Silicon Glen

A learning revolution is taking place on the banks of the Glen of
Tranquility, where the world-famous Glenmorangie whisky is made

The image of the whisky-making industry is steeped in tradition and age-old
techniques. And as the leading provider of branded malt whiskies, Glenmorangie
epitomises this tradition: The Sixteen Men of Tain – which refers to the 16
craftsmen still employed by the company – are known by whisky lovers the world
over, and it remains one of the few independent, family-owned Scotch whisky
distillers and blenders.

You would be wrong, however, to think that this meant the £65m turnover
company, which has been making the spirit since 1843, relies solely on its
heritage when it comes to selling its products. Industry watchers have
commented that it has shown great innovation in creating and marketing whisky
while staying loyal to its roots. Acquisition and partnership strategies, such
as the appointment of Bacardi-Martini as a distributor in 2003, have created a
wider pan-European distribution for its brands, including Ardbeg Single Islay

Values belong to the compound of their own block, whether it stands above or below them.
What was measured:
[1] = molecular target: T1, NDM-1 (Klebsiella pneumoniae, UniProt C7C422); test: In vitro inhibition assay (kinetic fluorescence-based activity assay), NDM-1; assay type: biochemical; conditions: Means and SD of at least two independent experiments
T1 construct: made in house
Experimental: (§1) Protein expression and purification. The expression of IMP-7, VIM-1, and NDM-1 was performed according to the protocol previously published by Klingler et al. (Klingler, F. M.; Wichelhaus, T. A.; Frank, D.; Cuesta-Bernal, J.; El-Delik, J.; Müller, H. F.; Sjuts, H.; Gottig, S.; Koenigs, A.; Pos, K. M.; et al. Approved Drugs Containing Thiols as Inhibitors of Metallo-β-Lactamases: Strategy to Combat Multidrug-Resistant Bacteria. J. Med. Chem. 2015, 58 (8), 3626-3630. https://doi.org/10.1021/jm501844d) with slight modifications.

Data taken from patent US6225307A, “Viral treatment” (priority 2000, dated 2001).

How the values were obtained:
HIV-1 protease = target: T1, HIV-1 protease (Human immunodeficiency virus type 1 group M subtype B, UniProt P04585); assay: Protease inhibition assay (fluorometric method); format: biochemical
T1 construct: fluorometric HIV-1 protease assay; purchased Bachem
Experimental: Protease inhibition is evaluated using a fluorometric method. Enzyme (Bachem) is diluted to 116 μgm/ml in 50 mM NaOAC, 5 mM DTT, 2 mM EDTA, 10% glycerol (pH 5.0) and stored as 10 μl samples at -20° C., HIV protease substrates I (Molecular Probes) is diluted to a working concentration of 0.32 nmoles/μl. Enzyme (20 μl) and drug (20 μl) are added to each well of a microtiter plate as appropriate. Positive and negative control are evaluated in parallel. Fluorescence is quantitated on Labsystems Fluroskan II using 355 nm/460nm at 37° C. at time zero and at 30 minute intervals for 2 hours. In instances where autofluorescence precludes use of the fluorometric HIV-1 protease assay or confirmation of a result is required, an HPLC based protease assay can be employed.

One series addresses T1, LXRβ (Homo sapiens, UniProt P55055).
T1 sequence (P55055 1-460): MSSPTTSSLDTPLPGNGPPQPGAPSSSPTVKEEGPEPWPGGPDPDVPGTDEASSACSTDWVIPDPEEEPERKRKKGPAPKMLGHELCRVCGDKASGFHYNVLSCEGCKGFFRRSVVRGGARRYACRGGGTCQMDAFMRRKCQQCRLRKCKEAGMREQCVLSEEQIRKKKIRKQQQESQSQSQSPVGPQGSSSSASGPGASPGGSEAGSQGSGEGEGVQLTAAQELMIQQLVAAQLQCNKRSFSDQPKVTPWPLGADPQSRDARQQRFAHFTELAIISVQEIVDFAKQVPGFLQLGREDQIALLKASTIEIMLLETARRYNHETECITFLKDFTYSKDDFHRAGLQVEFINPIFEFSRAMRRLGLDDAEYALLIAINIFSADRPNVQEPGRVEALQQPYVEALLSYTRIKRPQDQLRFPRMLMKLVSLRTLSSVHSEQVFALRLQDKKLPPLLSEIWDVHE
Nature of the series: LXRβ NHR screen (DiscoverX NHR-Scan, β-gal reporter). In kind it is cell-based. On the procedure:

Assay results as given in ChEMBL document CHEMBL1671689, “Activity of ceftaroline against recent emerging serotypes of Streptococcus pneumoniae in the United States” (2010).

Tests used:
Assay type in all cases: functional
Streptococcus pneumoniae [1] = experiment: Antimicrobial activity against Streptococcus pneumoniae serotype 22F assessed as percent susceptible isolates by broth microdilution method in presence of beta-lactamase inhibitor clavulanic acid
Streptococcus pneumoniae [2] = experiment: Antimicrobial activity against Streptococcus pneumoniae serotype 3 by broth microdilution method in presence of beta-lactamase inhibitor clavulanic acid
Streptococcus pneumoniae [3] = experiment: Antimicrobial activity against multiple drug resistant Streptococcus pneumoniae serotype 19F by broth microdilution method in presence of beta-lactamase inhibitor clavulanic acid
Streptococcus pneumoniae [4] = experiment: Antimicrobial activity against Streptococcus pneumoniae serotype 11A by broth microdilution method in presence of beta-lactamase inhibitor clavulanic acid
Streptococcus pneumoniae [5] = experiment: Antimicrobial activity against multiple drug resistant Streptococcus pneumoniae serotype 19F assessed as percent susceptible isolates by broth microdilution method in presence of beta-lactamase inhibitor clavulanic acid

and Glen Moray Speyside malt, as well as Glenmorangie itself.

Just as it manages to achieve the right blend of moving with the times and
holding on to tradition in its approach to business, its training and people
development strategies follow a similar line.

The Sixteen Men of Tain, who include the ‘mashmen’ and ‘stillmen’, are entrusted
with keeping the tradition and taste of Glenmorangie alive, and learn their
whisky-making skills on the job over many years. But other training needs are
more immediate. In keeping with all modern-thinking companies, Glenmorangie is
aware that employees need access to IT, business and professional development
skills for their own sake and that of the business – and even the fabled
sixteen need vital training in areas such as health and safety, risk assessment
and accident prevention.

Training and development manager Morag Mathieson felt that e-learning could
provide the answer, not only to improving the IT skills of the staff, but also
ensuring that learning opportunities were extended to everyone in the